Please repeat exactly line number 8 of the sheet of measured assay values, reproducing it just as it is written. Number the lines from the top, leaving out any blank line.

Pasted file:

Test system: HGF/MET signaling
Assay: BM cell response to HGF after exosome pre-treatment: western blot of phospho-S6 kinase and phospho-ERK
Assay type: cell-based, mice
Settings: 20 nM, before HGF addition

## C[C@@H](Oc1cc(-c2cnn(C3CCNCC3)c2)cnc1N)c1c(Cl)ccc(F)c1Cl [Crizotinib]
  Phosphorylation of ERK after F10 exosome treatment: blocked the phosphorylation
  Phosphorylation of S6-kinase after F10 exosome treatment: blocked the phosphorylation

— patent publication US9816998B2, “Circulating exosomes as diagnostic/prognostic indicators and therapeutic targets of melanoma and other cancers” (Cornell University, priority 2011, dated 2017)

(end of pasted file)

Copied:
— patent publication US9816998B2, “Circulating exosomes as diagnostic/prognostic indicators and therapeutic targets of melanoma and other cancers” (Cornell University, priority 2011, dated 2017)